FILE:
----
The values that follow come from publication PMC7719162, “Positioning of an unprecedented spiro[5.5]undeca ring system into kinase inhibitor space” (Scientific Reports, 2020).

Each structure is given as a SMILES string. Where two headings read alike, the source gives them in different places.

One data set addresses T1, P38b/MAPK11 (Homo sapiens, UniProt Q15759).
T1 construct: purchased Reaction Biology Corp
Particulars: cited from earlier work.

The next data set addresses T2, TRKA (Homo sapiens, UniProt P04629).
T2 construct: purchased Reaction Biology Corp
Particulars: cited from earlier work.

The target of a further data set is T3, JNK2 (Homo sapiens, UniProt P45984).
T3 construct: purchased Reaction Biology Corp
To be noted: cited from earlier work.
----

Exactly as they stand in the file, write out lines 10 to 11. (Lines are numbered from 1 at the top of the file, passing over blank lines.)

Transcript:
T3 construct: purchased Reaction Biology Corp
To be noted: cited from earlier work.